Already they have dropped eight points behind leaders Arsenal and it looks unlikely they will mount a successful defence of the championship Ferguson won for the 13th time in May before his emotional farewell.
However, United have begun their Champions League campaign well and also defeated Liverpool to advance in the Capital One Cup.
And, in an exclusive interview with MUTV, Ferguson claimed any kind of silverware should be regarded as a success this term.
"For David, winning a trophy would be a fantastic achievement," said Ferguson.
"We’ve always had priorities obviously and David is aware of that but I hope he achieves it."
Moyes’ problem is obvious. Throughout the entire Premier League era, United have not finished lower than third place in the table.
They won the Champions League twice under Ferguson and reached two more finals, won the FA Cup five times and the League Cup on four occasions.
It is some standard Moyes has to maintain.
"The key for David is not to look to do anything better or less but just to maintain what the club has been for 20-odd years and keep the success going," said Ferguson.
"It is not easy winning a trophy in our league because you could say there are six teams fighting for the league."
Ferguson is certain Moyes will be given the space to do the job though given the vast amount of experience amongst the Old Trafford heirarchy.
"He has great support at the club," he said. "It is a fantastically-run football club.
"There are absolutely no issues about it. Every club needs a little bit of luck and hopefully we’ll get the luck."
There will be no interference either.
Ferguson has repeatedly praised the Glazer family for their hands-off attitude to the management of the football side.
And the veteran Scot, who will be 72 on December 31, is adamant the manager must retain control of the team he is trusting to win matches.
"I remember saying to the board back in David [Gill]’s time the manager is the most important person at the club," said Ferguson.
"He always will be. Whether it’s Alex Ferguson, David Moyes or Matt Busby.
"The most important person in the club is the manager and that must always be sacrosanct.
"In fairness, the club have always stuck by that rigid belief."
Yet Ferguson knows football is a far different game to the one he came into, or was when he arrived at Manchester United in 1986 and was given three-and-a-half years to win a trophy.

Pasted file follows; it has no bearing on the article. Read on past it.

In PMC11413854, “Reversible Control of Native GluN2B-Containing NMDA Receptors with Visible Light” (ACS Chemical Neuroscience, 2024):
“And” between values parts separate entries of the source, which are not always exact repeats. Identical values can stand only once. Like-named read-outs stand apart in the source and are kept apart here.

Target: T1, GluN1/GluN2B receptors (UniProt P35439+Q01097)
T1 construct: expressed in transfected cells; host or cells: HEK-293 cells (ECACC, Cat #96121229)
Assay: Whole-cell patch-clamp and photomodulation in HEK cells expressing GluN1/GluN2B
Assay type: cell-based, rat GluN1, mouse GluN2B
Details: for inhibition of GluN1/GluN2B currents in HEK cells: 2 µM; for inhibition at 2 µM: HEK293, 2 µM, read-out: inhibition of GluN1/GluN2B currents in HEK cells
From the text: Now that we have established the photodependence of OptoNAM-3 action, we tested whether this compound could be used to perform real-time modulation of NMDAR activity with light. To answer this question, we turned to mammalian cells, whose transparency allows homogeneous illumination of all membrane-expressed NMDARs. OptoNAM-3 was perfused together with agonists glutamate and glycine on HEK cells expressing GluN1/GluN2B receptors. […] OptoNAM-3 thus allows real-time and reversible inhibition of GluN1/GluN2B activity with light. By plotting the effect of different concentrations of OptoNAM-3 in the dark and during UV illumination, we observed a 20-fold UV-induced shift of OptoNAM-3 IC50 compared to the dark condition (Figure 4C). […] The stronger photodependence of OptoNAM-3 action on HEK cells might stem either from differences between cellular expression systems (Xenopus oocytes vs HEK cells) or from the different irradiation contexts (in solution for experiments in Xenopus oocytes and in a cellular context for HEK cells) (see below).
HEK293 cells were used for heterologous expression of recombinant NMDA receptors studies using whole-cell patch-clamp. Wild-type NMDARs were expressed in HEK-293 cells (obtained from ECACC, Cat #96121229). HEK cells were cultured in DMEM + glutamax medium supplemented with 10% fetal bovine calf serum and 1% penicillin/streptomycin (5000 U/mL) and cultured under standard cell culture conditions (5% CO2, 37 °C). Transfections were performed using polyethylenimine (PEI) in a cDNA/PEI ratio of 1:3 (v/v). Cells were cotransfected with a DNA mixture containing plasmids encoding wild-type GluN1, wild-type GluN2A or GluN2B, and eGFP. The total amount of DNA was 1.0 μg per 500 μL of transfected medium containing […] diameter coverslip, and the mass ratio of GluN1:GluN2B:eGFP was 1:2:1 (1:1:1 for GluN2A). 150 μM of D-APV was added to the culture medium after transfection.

His ability has been to adapt. "You must embrace the change," he said.
"I’ve said it many times: The bus is leaving. If you’re not on the bus you’re left behind and that applies to the manager as well.
"I think I did that very well, particularly in my last decade.
"You must have the humility to do that and not think the world should never change because you’re stuck with your ideas and philosophies.
"You have to change your management thinking because progress is progress.
"You cannot stop that. For Manchester United, you can’t spot that, there has to be the goal you’re going towards all the time."
Meanwhile, Ferguson has admitted that last year’s Champions League exit at the hands of Real Madrid was one of his biggest disappointments in the game.
He told MUTV: "I always felt our record in Europe should have been better. Last year sums it up.
"The Nani sending off was a kick in the teeth for me. From a winning position against Real the game was taken away by a really, really ridiculous decision.
"I knew (it was my last chance at winning the Champions League). I just couldn’t go to the press conference. I was gutted for everyone.
"The preparation for the game was fantastic. The players’ concentration was teriffic and we were in control of the match – we could have scored five – but it was taken away from us by that shocking decision.
"I loved the European final (when United beat Chelsea in 2008) – I must admit – but it’s not an easy tournament now because all the best teams are in there."